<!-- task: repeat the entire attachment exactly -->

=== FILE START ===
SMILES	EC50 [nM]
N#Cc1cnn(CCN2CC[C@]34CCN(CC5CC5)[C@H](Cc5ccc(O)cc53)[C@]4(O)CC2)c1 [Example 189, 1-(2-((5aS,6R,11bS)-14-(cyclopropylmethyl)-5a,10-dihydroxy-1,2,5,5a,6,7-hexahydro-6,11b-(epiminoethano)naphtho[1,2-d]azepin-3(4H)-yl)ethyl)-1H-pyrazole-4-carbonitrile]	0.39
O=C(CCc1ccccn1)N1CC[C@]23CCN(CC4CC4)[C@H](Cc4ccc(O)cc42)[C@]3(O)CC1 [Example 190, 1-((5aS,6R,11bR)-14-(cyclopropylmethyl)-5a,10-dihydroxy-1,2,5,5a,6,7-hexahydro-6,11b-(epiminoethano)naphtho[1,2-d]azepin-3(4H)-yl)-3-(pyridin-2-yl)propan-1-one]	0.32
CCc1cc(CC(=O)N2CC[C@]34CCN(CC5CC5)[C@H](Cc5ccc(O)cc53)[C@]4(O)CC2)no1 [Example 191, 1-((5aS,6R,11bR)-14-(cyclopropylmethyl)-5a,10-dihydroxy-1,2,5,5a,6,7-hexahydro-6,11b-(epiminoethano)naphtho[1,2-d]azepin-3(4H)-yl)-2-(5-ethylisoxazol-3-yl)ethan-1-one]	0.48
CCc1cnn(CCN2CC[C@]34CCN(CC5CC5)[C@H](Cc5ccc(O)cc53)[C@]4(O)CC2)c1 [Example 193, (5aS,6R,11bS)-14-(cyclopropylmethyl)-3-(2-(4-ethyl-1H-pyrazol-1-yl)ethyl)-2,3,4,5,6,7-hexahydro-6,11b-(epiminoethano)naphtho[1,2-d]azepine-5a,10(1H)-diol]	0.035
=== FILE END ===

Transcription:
SMILES	EC50 [nM]
N#Cc1cnn(CCN2CC[C@]34CCN(CC5CC5)[C@H](Cc5ccc(O)cc53)[C@]4(O)CC2)c1 [Example 189, 1-(2-((5aS,6R,11bS)-14-(cyclopropylmethyl)-5a,10-dihydroxy-1,2,5,5a,6,7-hexahydro-6,11b-(epiminoethano)naphtho[1,2-d]azepin-3(4H)-yl)ethyl)-1H-pyrazole-4-carbonitrile]	0.39
O=C(CCc1ccccn1)N1CC[C@]23CCN(CC4CC4)[C@H](Cc4ccc(O)cc42)[C@]3(O)CC1 [Example 190, 1-((5aS,6R,11bR)-14-(cyclopropylmethyl)-5a,10-dihydroxy-1,2,5,5a,6,7-hexahydro-6,11b-(epiminoethano)naphtho[1,2-d]azepin-3(4H)-yl)-3-(pyridin-2-yl)propan-1-one]	0.32
CCc1cc(CC(=O)N2CC[C@]34CCN(CC5CC5)[C@H](Cc5ccc(O)cc53)[C@]4(O)CC2)no1 [Example 191, 1-((5aS,6R,11bR)-14-(cyclopropylmethyl)-5a,10-dihydroxy-1,2,5,5a,6,7-hexahydro-6,11b-(epiminoethano)naphtho[1,2-d]azepin-3(4H)-yl)-2-(5-ethylisoxazol-3-yl)ethan-1-one]	0.48
CCc1cnn(CCN2CC[C@]34CCN(CC5CC5)[C@H](Cc5ccc(O)cc53)[C@]4(O)CC2)c1 [Example 193, (5aS,6R,11bS)-14-(cyclopropylmethyl)-3-(2-(4-ethyl-1H-pyrazol-1-yl)ethyl)-2,3,4,5,6,7-hexahydro-6,11b-(epiminoethano)naphtho[1,2-d]azepine-5a,10(1H)-diol]	0.035